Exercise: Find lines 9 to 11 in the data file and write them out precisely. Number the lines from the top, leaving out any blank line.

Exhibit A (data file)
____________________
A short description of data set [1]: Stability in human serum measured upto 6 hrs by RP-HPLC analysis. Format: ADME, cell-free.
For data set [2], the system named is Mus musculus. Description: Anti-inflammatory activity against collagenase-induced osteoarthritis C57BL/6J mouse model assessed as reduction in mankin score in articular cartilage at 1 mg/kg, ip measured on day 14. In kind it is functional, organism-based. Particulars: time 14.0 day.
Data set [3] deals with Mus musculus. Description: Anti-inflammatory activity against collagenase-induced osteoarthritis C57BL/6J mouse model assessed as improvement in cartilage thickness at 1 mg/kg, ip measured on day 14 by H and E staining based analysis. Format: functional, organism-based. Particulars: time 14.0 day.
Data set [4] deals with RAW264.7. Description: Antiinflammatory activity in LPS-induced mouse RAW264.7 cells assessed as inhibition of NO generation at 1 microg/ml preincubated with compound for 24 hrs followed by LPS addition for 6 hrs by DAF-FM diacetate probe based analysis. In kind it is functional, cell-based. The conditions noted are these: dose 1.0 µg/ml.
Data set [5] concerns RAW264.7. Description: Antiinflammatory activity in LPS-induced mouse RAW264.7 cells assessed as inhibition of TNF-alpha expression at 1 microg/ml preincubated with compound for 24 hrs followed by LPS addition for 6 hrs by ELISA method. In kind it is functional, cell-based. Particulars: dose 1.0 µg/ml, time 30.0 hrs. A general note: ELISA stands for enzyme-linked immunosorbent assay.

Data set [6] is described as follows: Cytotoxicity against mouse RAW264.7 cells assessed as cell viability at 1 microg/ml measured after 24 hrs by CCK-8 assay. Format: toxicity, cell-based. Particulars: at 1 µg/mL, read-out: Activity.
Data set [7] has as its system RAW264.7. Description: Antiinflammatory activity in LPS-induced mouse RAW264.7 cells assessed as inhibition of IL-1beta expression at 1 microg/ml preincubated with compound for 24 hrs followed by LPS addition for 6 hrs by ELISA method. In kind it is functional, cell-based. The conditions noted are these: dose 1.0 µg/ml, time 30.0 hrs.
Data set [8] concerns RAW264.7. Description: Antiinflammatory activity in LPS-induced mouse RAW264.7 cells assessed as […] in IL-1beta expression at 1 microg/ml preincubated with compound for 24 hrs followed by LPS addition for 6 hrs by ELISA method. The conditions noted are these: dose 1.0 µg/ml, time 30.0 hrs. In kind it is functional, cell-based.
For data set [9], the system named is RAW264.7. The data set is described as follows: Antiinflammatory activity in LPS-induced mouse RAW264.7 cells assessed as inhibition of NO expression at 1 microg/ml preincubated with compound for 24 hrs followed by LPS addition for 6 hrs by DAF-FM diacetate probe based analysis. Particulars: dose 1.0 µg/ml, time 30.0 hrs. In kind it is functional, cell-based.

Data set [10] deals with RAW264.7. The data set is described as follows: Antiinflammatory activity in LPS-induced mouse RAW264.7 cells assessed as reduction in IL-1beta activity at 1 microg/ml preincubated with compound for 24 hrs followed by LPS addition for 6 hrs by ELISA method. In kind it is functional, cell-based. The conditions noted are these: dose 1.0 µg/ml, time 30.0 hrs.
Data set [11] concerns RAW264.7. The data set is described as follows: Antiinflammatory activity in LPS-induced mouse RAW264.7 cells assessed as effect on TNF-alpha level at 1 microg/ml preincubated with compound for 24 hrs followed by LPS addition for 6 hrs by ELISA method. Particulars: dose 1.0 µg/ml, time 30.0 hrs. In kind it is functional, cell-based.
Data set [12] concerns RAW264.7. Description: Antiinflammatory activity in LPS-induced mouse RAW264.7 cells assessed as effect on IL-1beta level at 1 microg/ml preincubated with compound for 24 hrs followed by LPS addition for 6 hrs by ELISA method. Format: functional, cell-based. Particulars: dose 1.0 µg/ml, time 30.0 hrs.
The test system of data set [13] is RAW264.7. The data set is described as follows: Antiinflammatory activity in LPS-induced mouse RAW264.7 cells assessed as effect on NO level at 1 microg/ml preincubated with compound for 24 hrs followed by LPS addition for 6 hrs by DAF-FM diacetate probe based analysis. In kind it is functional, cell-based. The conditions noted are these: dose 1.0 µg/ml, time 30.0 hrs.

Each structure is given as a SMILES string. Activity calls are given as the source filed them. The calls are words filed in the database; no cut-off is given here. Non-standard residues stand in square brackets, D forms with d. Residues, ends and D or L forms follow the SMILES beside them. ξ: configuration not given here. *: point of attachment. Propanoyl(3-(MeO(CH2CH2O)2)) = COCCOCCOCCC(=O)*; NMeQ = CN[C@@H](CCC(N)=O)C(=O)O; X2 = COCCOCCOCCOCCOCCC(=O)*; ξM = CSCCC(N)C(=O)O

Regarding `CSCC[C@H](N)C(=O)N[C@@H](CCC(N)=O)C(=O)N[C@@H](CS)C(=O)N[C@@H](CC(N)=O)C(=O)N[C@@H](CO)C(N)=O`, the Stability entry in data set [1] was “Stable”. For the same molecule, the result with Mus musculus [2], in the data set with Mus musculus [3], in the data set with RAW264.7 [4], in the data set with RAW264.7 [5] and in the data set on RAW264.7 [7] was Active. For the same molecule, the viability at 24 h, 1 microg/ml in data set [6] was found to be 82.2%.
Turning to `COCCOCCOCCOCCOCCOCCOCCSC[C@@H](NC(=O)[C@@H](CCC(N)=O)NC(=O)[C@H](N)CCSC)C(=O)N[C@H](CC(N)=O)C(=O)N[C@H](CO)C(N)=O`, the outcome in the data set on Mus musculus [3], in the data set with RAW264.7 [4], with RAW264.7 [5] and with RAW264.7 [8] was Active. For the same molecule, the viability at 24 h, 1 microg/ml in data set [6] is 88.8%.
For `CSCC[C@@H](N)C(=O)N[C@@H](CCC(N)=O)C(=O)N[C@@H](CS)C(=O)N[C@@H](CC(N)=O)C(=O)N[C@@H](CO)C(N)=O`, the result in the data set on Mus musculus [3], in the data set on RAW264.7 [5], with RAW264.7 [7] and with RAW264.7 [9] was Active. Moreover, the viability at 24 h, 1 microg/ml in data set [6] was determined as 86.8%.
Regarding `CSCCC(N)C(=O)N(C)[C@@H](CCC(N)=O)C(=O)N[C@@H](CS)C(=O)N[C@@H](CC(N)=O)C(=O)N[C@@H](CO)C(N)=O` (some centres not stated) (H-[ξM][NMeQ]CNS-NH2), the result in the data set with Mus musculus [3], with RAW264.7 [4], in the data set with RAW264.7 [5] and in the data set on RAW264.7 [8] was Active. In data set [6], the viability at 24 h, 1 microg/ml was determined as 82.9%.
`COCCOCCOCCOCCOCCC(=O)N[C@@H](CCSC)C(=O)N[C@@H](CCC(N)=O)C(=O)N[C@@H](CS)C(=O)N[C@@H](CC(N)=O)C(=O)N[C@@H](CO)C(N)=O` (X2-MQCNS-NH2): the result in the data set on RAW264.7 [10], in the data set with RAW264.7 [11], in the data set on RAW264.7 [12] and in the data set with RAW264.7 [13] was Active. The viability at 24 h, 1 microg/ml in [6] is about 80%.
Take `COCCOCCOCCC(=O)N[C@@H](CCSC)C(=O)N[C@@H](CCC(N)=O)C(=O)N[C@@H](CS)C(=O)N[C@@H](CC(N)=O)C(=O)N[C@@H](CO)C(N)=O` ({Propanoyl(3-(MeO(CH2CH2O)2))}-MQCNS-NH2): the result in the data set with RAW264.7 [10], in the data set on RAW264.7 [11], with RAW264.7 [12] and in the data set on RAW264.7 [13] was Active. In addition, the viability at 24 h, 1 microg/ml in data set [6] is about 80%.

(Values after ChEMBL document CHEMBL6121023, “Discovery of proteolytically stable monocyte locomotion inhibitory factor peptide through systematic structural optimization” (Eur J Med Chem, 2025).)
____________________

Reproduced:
For data set [9], the system named is RAW264.7. The data set is described as follows: Antiinflammatory activity in LPS-induced mouse RAW264.7 cells assessed as inhibition of NO expression at 1 microg/ml preincubated with compound for 24 hrs followed by LPS addition for 6 hrs by DAF-FM diacetate probe based analysis. Particulars: dose 1.0 µg/ml, time 30.0 hrs. In kind it is functional, cell-based.

Data set [10] deals with RAW264.7. The data set is described as follows: Antiinflammatory activity in LPS-induced mouse RAW264.7 cells assessed as reduction in IL-1beta activity at 1 microg/ml preincubated with compound for 24 hrs followed by LPS addition for 6 hrs by ELISA method. In kind it is functional, cell-based. The conditions noted are these: dose 1.0 µg/ml, time 30.0 hrs.
Data set [11] concerns RAW264.7. The data set is described as follows: Antiinflammatory activity in LPS-induced mouse RAW264.7 cells assessed as effect on TNF-alpha level at 1 microg/ml preincubated with compound for 24 hrs followed by LPS addition for 6 hrs by ELISA method. Particulars: dose 1.0 µg/ml, time 30.0 hrs. In kind it is functional, cell-based.